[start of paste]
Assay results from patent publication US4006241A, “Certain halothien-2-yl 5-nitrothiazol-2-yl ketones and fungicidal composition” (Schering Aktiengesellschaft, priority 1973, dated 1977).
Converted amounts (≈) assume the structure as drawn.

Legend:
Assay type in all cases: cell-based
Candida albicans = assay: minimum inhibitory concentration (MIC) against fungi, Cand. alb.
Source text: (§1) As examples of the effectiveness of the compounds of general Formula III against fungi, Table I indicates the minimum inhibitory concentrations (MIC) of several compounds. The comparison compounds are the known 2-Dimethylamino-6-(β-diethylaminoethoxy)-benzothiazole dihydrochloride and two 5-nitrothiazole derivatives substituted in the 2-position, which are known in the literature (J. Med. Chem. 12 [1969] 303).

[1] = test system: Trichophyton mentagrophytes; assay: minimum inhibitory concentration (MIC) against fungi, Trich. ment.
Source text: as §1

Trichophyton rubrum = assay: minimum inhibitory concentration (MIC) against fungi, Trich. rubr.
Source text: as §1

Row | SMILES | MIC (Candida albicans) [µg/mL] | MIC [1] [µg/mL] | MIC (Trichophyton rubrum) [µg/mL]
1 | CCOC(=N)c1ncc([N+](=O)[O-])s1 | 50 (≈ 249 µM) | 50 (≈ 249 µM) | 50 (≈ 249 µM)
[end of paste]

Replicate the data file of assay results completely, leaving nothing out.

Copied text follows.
Assay results from patent publication US4006241A, “Certain halothien-2-yl 5-nitrothiazol-2-yl ketones and fungicidal composition” (Schering Aktiengesellschaft, priority 1973, dated 1977).
Converted amounts (≈) assume the structure as drawn.

Legend:
Assay type in all cases: cell-based
Candida albicans = assay: minimum inhibitory concentration (MIC) against fungi, Cand. alb.
Source text: (§1) As examples of the effectiveness of the compounds of general Formula III against fungi, Table I indicates the minimum inhibitory concentrations (MIC) of several compounds. The comparison compounds are the known 2-Dimethylamino-6-(β-diethylaminoethoxy)-benzothiazole dihydrochloride and two 5-nitrothiazole derivatives substituted in the 2-position, which are known in the literature (J. Med. Chem. 12 [1969] 303).

[1] = test system: Trichophyton mentagrophytes; assay: minimum inhibitory concentration (MIC) against fungi, Trich. ment.
Source text: as §1

Trichophyton rubrum = assay: minimum inhibitory concentration (MIC) against fungi, Trich. rubr.
Source text: as §1

Row | SMILES | MIC (Candida albicans) [µg/mL] | MIC [1] [µg/mL] | MIC (Trichophyton rubrum) [µg/mL]
1 | CCOC(=N)c1ncc([N+](=O)[O-])s1 | 50 (≈ 249 µM) | 50 (≈ 249 µM) | 50 (≈ 249 µM)